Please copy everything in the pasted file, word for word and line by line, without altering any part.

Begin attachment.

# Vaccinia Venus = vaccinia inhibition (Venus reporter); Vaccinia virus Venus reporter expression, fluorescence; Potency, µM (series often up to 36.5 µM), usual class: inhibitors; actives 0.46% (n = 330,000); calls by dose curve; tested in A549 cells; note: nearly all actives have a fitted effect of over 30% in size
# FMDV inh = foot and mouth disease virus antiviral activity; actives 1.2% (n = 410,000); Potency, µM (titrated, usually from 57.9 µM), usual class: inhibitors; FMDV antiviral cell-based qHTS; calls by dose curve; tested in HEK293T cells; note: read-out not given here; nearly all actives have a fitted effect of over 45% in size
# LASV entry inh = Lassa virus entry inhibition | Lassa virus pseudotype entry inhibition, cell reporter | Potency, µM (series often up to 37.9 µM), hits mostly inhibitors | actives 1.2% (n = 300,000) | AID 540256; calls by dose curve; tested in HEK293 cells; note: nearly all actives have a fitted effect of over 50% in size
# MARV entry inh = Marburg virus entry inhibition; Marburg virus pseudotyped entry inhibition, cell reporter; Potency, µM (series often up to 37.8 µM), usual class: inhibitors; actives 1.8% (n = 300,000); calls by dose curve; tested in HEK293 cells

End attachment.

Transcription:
# Vaccinia Venus = vaccinia inhibition (Venus reporter); Vaccinia virus Venus reporter expression, fluorescence; Potency, µM (series often up to 36.5 µM), usual class: inhibitors; actives 0.46% (n = 330,000); calls by dose curve; tested in A549 cells; note: nearly all actives have a fitted effect of over 30% in size
# FMDV inh = foot and mouth disease virus antiviral activity; actives 1.2% (n = 410,000); Potency, µM (titrated, usually from 57.9 µM), usual class: inhibitors; FMDV antiviral cell-based qHTS; calls by dose curve; tested in HEK293T cells; note: read-out not given here; nearly all actives have a fitted effect of over 45% in size
# LASV entry inh = Lassa virus entry inhibition | Lassa virus pseudotype entry inhibition, cell reporter | Potency, µM (series often up to 37.9 µM), hits mostly inhibitors | actives 1.2% (n = 300,000) | AID 540256; calls by dose curve; tested in HEK293 cells; note: nearly all actives have a fitted effect of over 50% in size
# MARV entry inh = Marburg virus entry inhibition; Marburg virus pseudotyped entry inhibition, cell reporter; Potency, µM (series often up to 37.8 µM), usual class: inhibitors; actives 1.8% (n = 300,000); calls by dose curve; tested in HEK293 cells